The Wisconsin Professional Police Association (WPPA) released an annual survey Monday, the results of which show a high approval rating of local police.
This is the 5th year of this particular survey, conducted each year by Saint Norbert College's Strategic Research Institute. Out of 400 state residents surveyed, the major findings were that 70% people think their communities are headed in the right direction with regards to their police force and a combined 84% of those surveyed said they either somewhat or strongly approved of their local police force's handling of the job.
"It's clear that people feel very strongly and positively about their communities and they feel very strongly and positively about their law enforcement as well," said Jim Palmer, WPPA's Executive Director.
Keeping communities safe and improving education remained the highest community priorities on this survey, while the lowest priority seemed to be consolidating local government services. 84% agreed a well-funded police force improves quality of life, 92% agreed a well-trained police force makes a community safer, and nearly all surveyed wanted the same or more efforts in community policing.
"[Community Policing] just really goes a long way towards keeping the community safe and building upon a healthy relationship between law enforcement and the community they serve," Palmer said.
The use of deadly force was another issue residents were asked about, with 14% saying it's always justified, 40% saying it's justified most of the time, 39% saying only some of the time, and 6% saying it's never justified. WPPA hoped to address the perception versus reality concerning fatal shootings. Residents were surveyed on how many of those fatally shot by police in 2016 were armed. The majority said either "most" or "some" but according to this study, 100% of those killed by police in 2016 were armed.
"There is a significant proportion of Wisconsinites that believe unarmed individuals are being shot and killed when in fact every single one of the individuals that were shot and killed by a Wisconsin police officer were in fact armed," Palmer said.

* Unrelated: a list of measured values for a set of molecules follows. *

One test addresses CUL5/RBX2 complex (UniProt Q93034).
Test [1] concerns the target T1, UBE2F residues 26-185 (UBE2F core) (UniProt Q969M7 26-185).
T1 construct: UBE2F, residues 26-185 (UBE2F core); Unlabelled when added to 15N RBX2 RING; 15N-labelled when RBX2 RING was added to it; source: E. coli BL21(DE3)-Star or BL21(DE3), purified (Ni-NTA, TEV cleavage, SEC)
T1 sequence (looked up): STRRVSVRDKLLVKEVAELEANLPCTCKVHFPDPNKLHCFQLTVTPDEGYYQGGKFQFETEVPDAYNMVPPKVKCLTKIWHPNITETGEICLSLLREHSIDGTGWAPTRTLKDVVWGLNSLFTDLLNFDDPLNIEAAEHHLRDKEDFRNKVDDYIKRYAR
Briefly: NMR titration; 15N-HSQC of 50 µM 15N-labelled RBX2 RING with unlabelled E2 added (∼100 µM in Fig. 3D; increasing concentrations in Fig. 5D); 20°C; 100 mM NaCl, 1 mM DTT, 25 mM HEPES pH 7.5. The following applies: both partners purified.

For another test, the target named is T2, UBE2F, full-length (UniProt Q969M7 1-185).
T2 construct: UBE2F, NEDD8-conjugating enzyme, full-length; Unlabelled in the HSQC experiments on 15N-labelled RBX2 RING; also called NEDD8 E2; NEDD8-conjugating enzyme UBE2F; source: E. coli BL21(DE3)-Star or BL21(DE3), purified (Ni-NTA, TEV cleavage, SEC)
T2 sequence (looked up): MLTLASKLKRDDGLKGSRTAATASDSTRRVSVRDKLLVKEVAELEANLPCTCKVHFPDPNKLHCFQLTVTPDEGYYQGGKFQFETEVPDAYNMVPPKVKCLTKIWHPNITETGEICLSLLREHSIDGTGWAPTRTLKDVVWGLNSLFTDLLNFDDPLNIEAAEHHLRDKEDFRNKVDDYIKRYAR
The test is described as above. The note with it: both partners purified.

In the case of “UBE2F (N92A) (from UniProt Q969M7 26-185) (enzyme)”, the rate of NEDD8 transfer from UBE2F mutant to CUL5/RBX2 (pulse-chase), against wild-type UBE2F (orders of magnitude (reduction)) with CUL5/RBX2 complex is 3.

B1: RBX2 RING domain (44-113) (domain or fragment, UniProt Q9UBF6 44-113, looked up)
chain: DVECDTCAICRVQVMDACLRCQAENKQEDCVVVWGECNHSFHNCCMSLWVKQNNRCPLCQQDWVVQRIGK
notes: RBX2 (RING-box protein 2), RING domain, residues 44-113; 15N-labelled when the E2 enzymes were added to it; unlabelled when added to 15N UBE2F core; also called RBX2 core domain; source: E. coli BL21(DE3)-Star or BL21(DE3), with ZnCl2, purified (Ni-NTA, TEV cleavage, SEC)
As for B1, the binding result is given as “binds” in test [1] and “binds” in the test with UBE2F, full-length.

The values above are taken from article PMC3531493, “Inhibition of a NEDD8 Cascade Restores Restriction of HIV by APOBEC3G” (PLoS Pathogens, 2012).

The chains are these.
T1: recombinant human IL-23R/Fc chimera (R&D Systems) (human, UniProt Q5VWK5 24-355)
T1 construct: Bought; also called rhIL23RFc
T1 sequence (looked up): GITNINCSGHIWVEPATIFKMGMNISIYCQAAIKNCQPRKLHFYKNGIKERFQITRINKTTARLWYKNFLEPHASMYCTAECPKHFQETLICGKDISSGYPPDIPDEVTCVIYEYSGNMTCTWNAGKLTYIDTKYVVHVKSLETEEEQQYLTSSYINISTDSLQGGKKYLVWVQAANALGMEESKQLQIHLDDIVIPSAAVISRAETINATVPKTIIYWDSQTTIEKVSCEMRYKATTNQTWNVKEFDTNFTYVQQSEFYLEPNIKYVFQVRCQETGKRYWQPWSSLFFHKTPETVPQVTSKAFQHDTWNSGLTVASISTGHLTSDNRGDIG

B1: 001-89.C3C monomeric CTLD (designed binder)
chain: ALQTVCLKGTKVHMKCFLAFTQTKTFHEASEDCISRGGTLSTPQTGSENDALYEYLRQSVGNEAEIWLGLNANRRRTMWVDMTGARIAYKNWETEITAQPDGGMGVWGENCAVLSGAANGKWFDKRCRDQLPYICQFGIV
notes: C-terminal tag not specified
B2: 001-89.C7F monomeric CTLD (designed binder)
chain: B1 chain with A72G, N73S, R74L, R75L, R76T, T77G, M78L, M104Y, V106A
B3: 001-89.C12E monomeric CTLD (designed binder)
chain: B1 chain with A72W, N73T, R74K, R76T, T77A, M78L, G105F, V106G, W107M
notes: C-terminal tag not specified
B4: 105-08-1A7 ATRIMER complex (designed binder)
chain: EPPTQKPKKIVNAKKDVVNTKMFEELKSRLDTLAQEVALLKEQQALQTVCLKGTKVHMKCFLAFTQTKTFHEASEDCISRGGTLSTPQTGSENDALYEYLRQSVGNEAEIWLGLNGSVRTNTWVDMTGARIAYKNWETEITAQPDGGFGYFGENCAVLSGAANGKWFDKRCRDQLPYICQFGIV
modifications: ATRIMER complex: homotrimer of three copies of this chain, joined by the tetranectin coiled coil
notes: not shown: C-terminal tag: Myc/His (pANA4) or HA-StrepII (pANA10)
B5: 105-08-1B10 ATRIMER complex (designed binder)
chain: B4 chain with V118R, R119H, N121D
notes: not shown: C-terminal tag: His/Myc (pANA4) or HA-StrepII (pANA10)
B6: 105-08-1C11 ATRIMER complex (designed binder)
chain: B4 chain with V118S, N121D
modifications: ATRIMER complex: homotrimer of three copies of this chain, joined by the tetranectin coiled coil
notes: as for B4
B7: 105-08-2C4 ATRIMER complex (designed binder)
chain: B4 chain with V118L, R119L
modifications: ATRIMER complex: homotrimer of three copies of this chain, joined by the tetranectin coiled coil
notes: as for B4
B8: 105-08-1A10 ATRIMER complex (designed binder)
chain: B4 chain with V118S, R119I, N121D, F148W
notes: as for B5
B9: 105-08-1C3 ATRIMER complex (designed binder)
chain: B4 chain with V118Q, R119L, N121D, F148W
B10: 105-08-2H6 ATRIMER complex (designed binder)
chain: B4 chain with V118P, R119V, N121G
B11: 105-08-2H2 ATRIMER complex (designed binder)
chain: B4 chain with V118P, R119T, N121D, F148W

In 2016, 17 people were shot and killed by police in Wisconsin during various incidents. 8 of those were armed with a firearm, 4 with a knife, 1 with a pitchfork, 1 with a hatchet, 1 with a taser, 1 with a facsimile (or toy made to look like a real gun), and in one case a man was shot while police say he tried to use his vehicle as a weapon.
Of those 17, 12 were Caucasian and 5 were African-American. The majority surveyed felt that officer-involved deaths were mostly minorities.
"When we looked at the reality, in all of the officer-involved deaths that occurred last year, 70% of them [in Wisconsin] were white," Palmer said.
Outside of the numbers, the survey results also serve as a boost to law enforcement who feel on the national level, law enforcement is viewed negatively.
"The country as a whole tends to take a more negative view," Palmer said. "We wanted to really match that against how people feel about their communities."
Law enforcement in La Crosse said they've had and continue to have community support.
"I think that's pretty evidenced with the recent incidents we've had in town," said Sgt. Tom Walsh of the La Crosse Police. "People step up, they call, they involve themselves with law enforcement, they're not afraid to talk to us, and we're able to keep our community a much safer place because of that local connection."
That connection is important, especially to the officers.
"While others are running away from critical incidents, law enforcement are running into those critical incidents," Walsh said. "It is really, really important for the community to stand behind not only those officers, but those officers' families as well."
Below are full results from the survey: